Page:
Consent for publication

Not applicable.

Competing interests

The authors declare that they have no competing interests.

Additional information

Publisher's Note

Springer Nature remains neutral with regard to jurisdictional claims in published maps and institutional affiliations.

Rights and permissions

Open Access This article is licensed under a Creative Commons Attribution 4.0 International License, which permits use, sharing, adaptation, distribution and reproduction in any medium or format, as long as you give appropriate credit to the original author(s) and the source, provide a link to the Creative Commons licence, and indicate if changes were made. The images or other third party material in this article are included in the article's Creative Commons licence, unless indicated otherwise in a credit line to the material. If material is not included in the article's Creative Commons licence and your intended use is not permitted by statutory regulation or exceeds the permitted use, you will need to obtain permission directly from the copyright holder. To view a copy of this licence, visit http://creativecommons.org/licenses/by/4.0/. The Creative Commons Public Domain Dedication waiver (http://creativecommons.org/publicdomain/zero/1.0/) applies to the data made available in this article, unless otherwise stated in a credit line to the data.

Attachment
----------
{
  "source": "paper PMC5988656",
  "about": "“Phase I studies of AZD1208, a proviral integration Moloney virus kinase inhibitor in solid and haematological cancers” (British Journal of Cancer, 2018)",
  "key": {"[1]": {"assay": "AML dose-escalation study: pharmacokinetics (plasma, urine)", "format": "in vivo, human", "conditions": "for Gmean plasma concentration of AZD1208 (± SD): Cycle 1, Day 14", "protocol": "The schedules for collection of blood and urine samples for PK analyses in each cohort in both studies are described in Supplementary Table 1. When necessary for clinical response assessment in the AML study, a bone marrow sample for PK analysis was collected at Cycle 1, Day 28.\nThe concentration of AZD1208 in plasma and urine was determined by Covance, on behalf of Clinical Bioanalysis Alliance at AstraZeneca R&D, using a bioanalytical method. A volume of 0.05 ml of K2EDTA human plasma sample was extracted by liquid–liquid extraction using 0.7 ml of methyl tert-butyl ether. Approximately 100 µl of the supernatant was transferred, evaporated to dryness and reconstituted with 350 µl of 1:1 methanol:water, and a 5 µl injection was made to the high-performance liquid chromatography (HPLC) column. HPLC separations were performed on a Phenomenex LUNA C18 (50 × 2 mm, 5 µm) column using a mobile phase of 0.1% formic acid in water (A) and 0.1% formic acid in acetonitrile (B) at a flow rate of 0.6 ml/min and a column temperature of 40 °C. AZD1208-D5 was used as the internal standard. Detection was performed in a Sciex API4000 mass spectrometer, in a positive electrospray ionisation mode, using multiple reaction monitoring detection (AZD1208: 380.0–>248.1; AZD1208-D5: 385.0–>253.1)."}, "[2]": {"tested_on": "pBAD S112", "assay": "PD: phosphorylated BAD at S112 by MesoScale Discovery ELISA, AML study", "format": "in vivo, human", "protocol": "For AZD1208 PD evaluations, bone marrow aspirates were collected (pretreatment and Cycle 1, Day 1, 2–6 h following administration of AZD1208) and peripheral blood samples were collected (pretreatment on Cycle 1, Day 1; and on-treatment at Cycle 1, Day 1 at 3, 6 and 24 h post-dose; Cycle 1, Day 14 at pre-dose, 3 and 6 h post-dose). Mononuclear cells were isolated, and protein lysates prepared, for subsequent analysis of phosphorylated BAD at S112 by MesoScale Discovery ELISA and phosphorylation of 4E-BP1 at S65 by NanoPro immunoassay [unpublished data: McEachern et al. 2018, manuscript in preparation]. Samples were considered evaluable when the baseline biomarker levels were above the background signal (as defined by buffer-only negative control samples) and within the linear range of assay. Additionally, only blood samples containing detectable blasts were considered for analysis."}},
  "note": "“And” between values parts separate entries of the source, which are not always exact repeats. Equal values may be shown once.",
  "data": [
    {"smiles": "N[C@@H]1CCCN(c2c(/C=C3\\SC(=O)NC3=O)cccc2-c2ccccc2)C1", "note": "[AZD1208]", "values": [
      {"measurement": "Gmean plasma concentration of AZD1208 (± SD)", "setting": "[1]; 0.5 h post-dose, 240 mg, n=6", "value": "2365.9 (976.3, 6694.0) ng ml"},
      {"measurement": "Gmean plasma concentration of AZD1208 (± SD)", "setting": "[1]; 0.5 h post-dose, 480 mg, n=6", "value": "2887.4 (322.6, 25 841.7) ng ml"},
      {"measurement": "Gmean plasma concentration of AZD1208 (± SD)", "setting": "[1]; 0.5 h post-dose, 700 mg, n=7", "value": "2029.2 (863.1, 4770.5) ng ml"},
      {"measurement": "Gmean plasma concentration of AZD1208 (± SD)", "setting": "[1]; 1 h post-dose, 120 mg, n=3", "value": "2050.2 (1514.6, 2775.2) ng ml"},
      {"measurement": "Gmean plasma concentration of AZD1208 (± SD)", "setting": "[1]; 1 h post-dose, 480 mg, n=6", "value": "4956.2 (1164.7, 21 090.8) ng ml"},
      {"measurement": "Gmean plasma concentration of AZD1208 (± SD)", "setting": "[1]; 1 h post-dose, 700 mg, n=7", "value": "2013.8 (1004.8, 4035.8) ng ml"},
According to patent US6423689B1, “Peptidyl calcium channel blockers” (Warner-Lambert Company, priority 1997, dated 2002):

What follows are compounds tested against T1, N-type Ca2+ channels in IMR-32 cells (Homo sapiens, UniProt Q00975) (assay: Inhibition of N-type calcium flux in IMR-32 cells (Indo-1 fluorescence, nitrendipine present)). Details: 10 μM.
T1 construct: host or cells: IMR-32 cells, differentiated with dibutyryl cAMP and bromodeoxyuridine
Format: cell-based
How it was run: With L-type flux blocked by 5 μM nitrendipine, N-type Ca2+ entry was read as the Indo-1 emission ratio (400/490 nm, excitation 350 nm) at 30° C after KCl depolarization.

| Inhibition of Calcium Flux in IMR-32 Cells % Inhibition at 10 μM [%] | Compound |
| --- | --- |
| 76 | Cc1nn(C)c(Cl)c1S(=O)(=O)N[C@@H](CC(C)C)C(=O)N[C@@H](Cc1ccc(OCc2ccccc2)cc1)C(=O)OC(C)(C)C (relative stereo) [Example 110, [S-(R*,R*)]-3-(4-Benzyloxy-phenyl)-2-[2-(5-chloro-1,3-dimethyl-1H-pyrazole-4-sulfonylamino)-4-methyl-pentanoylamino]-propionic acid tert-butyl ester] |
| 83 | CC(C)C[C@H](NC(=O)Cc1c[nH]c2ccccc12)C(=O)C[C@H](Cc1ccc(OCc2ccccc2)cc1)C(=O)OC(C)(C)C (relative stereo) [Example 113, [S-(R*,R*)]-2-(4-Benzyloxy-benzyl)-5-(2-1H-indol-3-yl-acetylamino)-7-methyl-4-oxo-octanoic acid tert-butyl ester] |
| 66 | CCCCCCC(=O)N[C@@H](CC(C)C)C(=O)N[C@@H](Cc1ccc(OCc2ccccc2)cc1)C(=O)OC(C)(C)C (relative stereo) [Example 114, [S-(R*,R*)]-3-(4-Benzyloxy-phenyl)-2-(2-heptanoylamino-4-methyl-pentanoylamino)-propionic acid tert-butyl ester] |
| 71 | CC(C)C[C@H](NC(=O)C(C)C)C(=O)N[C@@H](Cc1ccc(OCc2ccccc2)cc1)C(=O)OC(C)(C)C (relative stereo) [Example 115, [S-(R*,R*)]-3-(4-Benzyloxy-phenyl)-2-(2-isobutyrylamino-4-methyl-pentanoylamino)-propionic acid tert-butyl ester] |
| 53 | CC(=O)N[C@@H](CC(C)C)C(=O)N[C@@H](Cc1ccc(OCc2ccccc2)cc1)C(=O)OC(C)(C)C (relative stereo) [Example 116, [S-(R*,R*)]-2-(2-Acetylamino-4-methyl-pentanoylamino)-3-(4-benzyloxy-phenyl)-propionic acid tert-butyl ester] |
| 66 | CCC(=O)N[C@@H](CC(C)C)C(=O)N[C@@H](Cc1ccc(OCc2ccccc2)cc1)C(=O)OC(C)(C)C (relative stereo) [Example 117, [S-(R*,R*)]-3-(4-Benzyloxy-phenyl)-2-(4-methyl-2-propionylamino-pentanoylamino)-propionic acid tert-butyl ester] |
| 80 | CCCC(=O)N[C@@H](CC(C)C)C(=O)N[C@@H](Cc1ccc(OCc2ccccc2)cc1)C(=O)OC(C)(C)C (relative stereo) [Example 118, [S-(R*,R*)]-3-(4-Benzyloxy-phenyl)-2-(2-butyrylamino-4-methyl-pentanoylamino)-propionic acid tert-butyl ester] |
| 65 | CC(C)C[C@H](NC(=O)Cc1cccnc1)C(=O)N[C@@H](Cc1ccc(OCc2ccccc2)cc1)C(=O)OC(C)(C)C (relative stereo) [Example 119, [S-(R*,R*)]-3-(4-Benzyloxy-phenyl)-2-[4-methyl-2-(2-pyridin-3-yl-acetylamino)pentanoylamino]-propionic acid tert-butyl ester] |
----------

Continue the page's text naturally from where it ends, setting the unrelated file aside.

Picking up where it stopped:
Reprints and Permissions

About this article

Verify currency and authenticity via CrossMark

Cite this article

Yeung, K.H., Man, G.C.W., Deng, M. et al. Morphological changes of Intervertebral Disc detectable by T2-weighted MRI and its correlation with curve severity in Adolescent Idiopathic Scoliosis. BMC Musculoskelet Disord 23, 655 (2022). https://doi.org/10.1186/s12891-022-05561-w

Download citation

  • Received:

  • Accepted:

  • Published:

  • DOI: https://doi.org/10.1186/s12891-022-05561-w

Keywords

  • Intervertebral disc
  • Nucleus pulposus
  • Volume
  • Vertebral wedging
  • Magnetic Resonance Imaging
  • T2-weighted
  • Adolescent idiopathic scoliosis
  • Healthy controls